Image courtesy of USAToday.com
The funny thing about the divisions is that I actually had to look up their names for this piece. I am a diehard NBA fan but the divisions have essentially no bearing on outcomes at the end of the year. It isn’t like the NFL where the winners of each division get playoff bids.
Generally, the best NBA team in each division does make the playoffs, but no one cares about winning divisions at all. This leads to a somewhat controversial question.
Are NBA Conferences Necessary Anymore?
If you were to answer quickly, you would probably say: yeah, it is a good way to categorize the teams and helps with playoff seeding. You may also point to the travel aspect which should help players during a long season right?
Now think hard about this question. As multi-millionaires who travel on luxury private jets, usually with all of the treatments and dietary guidelines met during road trips, is travel really wearing out these guys? Sure, traveling anywhere is going to make you tired, but as much as these athletes get pampered, and paid mightily in the process, is travel really an issue anymore?
As for the playoff seeding argument, many are wondering if it matters that each conference is represented evenly come postseason time. The Western Conference usually outperforms the Eastern Conference in the regular season.
Oftentimes an Eastern Conference team will make the playoffs with a record worse than several Western Conference teams just because of conference alignment. Shouldn’t NBA fans want the best product on the floor even if it means ten teams from the West make it and only 6 from the East do?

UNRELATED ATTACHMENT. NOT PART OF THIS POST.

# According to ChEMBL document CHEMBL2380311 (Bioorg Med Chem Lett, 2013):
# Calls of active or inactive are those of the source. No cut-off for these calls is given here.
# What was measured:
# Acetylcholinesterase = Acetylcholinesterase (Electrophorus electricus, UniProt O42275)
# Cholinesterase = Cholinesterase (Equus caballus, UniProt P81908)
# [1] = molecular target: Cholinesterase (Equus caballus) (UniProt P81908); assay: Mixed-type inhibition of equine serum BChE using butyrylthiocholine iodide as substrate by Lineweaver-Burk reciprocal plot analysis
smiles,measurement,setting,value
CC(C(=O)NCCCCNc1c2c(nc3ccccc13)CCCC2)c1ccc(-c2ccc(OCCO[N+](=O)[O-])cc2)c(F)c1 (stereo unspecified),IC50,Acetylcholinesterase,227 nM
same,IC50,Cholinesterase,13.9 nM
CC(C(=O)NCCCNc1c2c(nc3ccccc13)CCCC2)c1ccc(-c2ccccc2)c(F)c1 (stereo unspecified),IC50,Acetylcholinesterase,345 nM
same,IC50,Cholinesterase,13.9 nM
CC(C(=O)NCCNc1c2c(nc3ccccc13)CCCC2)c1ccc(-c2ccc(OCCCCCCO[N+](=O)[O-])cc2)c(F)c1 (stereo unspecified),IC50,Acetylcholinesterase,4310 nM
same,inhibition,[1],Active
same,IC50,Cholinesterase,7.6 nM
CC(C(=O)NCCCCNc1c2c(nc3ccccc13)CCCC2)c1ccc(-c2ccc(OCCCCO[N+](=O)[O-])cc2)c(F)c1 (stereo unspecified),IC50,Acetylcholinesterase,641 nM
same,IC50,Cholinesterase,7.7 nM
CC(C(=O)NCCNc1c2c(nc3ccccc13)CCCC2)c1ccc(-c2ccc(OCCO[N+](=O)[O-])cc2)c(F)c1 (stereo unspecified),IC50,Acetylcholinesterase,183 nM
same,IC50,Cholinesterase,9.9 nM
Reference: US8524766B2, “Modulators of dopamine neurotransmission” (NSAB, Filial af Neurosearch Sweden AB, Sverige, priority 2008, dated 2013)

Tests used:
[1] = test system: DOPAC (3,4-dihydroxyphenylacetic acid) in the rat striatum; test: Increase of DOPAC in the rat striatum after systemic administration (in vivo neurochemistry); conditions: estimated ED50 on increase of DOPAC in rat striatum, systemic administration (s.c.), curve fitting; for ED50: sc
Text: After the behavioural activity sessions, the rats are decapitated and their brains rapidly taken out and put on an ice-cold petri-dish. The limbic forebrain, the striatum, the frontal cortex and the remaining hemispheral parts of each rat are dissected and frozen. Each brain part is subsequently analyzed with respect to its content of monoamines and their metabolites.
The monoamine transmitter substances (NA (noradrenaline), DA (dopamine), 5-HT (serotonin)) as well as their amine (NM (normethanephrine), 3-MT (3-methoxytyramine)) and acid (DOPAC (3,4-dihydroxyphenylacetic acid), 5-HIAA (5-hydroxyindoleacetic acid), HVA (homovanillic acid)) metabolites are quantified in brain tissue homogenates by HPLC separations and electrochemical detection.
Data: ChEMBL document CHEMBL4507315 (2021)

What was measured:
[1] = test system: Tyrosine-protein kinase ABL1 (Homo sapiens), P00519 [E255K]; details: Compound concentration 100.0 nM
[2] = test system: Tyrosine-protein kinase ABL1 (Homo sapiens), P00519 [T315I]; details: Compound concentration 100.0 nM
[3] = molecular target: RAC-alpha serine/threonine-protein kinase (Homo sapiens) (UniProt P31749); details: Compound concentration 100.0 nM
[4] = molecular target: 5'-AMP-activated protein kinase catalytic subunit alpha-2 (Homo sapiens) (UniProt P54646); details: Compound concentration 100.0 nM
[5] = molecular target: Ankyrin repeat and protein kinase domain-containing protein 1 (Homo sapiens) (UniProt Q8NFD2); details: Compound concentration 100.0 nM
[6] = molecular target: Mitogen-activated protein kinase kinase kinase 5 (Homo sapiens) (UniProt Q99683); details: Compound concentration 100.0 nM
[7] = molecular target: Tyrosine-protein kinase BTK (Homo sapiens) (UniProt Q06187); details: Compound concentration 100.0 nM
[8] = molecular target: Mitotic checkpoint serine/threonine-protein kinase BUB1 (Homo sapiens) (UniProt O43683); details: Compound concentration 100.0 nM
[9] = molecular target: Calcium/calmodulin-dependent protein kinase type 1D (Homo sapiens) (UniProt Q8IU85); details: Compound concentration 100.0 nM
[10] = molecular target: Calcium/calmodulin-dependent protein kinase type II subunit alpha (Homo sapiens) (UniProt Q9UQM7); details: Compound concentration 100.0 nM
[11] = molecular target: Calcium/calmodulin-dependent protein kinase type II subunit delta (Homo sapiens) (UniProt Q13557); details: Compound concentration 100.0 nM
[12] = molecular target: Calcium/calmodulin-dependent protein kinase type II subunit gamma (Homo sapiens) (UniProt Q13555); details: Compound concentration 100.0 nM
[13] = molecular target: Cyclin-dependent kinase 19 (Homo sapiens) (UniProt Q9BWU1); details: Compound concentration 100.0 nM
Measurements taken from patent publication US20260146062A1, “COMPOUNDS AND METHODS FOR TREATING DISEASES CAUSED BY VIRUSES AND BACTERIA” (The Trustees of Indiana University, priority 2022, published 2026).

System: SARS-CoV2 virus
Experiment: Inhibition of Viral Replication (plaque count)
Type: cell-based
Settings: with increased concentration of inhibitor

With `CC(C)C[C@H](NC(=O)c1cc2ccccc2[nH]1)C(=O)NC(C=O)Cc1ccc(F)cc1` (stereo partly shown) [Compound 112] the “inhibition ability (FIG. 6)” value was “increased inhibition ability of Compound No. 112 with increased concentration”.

In 2000, the 8th seed for the East was the Indiana Pacers with a 41-41 record. In the West, the Houston Rockets and Seattle Supersonics (RIP) missed the playoffs even though their records were 45-37 and 44-38 respectively.
The reason? Because the Pacers were in the East and the Rockets and Sonics were in the West. If scenarios like this don’t sit well with you, then dropping conferences may be a positive.
Did You Know?
- The Western Conference has more overall NBA Championships with 27. The Eastern Conference has won 24.
- The most successful Eastern Conference team since the 1970 conference alignment is the Boston Celtics with 9 Conference Championships.
- The most successful Western Conference team since the 1970 conference alignment is the LA Lakers with 19 Conference Championships.
- The East holds a slight edge over the West in the All-Star Game record at 24-23. In 2018, the league changed the format and announced team captains to select the teams.
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The split between the East and the West in the NBA was done initially with good intention. The league grew at a rapid rate between 1966 and 1974 and changes had to be made. The conference alignment eased many teams as it pertained to travel and made the game more competitive.
However, there aren’t many differences in the conferences other than location. This brings up an interesting fork in the road for the league. The future for the league looks bright but conference play may see an end in the future.
Are you an Eastern or Western Conference fan? Let us know in the comments section!